Your Component Executive is providing an update on the CHQ-22-48 COLA hearing that took place on May 31st in Toronto before Arbitrator Eli Gedalof. One element of this hearing and the submissions were about the respective interpretation of the parties. The Company felt the criteria in LOU 35 to enact this clause was not met, and we did.
LETTER OF UNDERSTANDING 35: COLA AND “ME TOO”
L35.01 In conjunction with the effective date of the annualized uplifts agreed to by the parties and set out in Article 5 of the collective agreement, wage increases will be subject to further negotiations if:
i. other bargaining agents (ACPA, ALPA, CAW, IAMAW, or CALDA) have negotiated higher percentage wage uplifts effective before the expiry of the CUPE collective agreement;
ii. the consumer price index of the previous year exceeds the wage increases by more than one (1.0%) percent for any of the three (3) calendar years referenced in Article 5 of the collective agreement.
Note: In the event other bargaining units achieve a higher percentage increase as a result of demonstrable productivity or work rule changes, such will be taken into consideration should further negotiation on wages be required.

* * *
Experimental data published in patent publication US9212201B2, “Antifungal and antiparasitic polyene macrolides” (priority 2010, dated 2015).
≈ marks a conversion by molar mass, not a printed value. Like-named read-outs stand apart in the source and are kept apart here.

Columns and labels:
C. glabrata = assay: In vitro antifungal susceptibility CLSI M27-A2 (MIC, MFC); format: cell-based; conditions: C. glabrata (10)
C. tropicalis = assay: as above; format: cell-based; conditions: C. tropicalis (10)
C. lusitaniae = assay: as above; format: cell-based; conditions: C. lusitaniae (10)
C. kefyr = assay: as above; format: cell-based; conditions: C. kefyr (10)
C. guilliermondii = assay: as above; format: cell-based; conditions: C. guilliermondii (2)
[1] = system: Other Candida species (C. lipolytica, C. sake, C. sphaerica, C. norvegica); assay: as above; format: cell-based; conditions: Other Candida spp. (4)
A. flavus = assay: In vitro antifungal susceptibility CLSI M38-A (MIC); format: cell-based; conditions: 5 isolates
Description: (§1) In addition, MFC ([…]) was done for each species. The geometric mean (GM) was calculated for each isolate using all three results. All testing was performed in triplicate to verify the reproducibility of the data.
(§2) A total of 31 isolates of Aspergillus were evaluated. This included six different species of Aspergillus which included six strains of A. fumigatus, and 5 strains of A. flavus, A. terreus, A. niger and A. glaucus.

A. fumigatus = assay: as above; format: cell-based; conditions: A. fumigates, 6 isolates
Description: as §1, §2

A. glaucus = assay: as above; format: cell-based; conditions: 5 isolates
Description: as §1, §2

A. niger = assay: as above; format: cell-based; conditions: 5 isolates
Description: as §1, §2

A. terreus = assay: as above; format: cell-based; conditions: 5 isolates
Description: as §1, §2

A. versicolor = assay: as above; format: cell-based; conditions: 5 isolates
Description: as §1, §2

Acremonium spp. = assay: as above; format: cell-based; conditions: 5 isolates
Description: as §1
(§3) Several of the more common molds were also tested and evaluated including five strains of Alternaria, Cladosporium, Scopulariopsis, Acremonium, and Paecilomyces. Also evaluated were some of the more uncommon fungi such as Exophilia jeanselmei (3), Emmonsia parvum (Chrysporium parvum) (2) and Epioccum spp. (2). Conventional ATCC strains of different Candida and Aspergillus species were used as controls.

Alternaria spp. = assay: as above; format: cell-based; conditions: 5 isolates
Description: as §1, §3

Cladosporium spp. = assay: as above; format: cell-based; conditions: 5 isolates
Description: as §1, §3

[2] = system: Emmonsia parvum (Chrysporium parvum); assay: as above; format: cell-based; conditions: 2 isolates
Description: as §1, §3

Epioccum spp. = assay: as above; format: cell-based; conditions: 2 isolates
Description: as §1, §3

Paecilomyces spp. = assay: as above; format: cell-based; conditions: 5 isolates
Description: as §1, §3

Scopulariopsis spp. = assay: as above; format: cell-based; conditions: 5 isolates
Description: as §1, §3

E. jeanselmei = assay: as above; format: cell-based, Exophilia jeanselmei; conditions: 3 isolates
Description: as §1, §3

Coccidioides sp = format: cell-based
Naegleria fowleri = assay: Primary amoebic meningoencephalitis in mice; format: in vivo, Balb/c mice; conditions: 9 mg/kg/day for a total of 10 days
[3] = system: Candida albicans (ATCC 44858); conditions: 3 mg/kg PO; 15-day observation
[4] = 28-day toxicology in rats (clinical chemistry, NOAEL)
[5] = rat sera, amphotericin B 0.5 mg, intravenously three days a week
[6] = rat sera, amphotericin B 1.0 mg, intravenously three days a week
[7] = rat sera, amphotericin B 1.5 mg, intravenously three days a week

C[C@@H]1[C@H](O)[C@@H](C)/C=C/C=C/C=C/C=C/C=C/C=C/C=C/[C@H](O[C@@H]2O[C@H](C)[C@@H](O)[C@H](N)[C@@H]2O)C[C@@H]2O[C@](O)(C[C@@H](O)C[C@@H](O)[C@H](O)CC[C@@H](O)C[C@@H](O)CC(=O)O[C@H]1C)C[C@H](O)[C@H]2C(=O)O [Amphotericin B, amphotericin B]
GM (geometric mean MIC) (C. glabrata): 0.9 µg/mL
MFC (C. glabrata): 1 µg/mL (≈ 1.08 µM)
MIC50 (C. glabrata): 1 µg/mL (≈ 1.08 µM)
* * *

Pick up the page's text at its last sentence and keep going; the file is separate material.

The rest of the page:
At the hearing, further, the employer argued that negotiations did take place and that was all that was required by the parties. The employer claimed that the Union did not meaningfully engage with Air Canada in a timely, reasonable manner and that led to the breakdown of negotiations. Let us be very clear about what happened from our perspective. We were there to negotiate cost of living increases so that our members can put food on the table and manage to get by financially. Air Canada offered an extension to the current contract with NO increases for the next two years or minimal increases over the extended period WITH concessions. We did not feel that this was bargaining cost of living increases which was what LOU 35 intended. We were not there to provide the laundry list of concessions that the employer was seeking. That was not the intent, and it was a difficult process. This coupled with the executive compensation that we are all aware of was completely unacceptable. We were left with no choice but to follow the grievance process and seek resolution that way. Among other things our legal counsel argued that there can be no collective agreement right without a remedy. One lesson for first year law students is “no right without a remedy” – meaning that a right protects you only when you have a remedy for its violation. This principle is old enough to have a Latin version: Ubi jus ibi remedium.
We will provide an update on the final decision of the arbitrator as soon as it becomes available. We are sincerely grateful to the members who came to the hearing. It was a pleasure to meet in person and to sit together to listen to the facts and arguments. Thanks to all who came to the hearing and to those of you who were not able to attend, we understand how important this issue is to you. We feel that we were well represented and now await the outcome.